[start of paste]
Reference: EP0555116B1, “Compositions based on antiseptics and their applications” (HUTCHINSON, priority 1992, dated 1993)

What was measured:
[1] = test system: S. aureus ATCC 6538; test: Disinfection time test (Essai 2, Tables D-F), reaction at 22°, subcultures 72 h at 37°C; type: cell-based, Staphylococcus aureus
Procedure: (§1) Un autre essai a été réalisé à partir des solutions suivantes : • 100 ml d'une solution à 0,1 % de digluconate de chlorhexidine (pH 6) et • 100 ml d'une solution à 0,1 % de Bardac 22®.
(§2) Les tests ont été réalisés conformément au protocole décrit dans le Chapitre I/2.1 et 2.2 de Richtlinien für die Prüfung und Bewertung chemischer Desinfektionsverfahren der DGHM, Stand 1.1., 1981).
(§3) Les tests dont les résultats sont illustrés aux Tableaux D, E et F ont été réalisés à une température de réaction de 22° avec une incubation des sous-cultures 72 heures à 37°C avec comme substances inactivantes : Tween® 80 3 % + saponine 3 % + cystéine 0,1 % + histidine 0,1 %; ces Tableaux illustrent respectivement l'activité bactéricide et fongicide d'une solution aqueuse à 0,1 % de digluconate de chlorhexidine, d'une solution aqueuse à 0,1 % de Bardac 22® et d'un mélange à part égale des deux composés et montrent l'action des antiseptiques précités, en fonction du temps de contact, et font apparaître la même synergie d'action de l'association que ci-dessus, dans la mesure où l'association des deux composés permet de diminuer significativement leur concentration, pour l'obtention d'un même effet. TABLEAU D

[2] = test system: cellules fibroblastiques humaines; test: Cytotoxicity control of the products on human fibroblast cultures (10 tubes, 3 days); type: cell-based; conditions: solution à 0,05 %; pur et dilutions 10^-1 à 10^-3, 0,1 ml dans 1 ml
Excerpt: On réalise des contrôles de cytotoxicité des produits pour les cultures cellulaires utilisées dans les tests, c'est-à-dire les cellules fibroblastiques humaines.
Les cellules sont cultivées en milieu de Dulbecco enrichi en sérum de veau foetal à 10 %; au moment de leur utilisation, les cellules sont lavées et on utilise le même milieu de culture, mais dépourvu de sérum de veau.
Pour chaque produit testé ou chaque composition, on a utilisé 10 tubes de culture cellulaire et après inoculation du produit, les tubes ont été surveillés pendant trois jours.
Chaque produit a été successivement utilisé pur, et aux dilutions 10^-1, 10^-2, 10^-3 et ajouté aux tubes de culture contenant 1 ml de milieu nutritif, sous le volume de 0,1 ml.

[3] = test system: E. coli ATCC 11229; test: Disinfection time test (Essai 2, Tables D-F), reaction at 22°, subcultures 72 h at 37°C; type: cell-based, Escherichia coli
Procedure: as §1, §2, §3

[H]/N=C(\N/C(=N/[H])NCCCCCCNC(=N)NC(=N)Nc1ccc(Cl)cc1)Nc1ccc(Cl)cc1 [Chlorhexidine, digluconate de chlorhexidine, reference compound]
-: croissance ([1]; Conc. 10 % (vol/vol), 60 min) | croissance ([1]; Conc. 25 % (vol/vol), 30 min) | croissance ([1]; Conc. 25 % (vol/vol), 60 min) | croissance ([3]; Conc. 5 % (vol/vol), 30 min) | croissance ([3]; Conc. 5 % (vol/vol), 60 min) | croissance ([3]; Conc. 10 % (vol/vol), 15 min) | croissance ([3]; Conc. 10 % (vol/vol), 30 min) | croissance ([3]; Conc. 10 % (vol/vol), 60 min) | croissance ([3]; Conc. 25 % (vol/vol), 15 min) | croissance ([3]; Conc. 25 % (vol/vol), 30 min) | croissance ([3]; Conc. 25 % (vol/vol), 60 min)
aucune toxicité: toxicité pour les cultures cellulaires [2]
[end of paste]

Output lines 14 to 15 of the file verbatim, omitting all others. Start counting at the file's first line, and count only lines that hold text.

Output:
[H]/N=C(\N/C(=N/[H])NCCCCCCNC(=N)NC(=N)Nc1ccc(Cl)cc1)Nc1ccc(Cl)cc1 [Chlorhexidine, digluconate de chlorhexidine, reference compound]
-: croissance ([1]; Conc. 10 % (vol/vol), 60 min) | croissance ([1]; Conc. 25 % (vol/vol), 30 min) | croissance ([1]; Conc. 25 % (vol/vol), 60 min) | croissance ([3]; Conc. 5 % (vol/vol), 30 min) | croissance ([3]; Conc. 5 % (vol/vol), 60 min) | croissance ([3]; Conc. 10 % (vol/vol), 15 min) | croissance ([3]; Conc. 10 % (vol/vol), 30 min) | croissance ([3]; Conc. 10 % (vol/vol), 60 min) | croissance ([3]; Conc. 25 % (vol/vol), 15 min) | croissance ([3]; Conc. 25 % (vol/vol), 30 min) | croissance ([3]; Conc. 25 % (vol/vol), 60 min)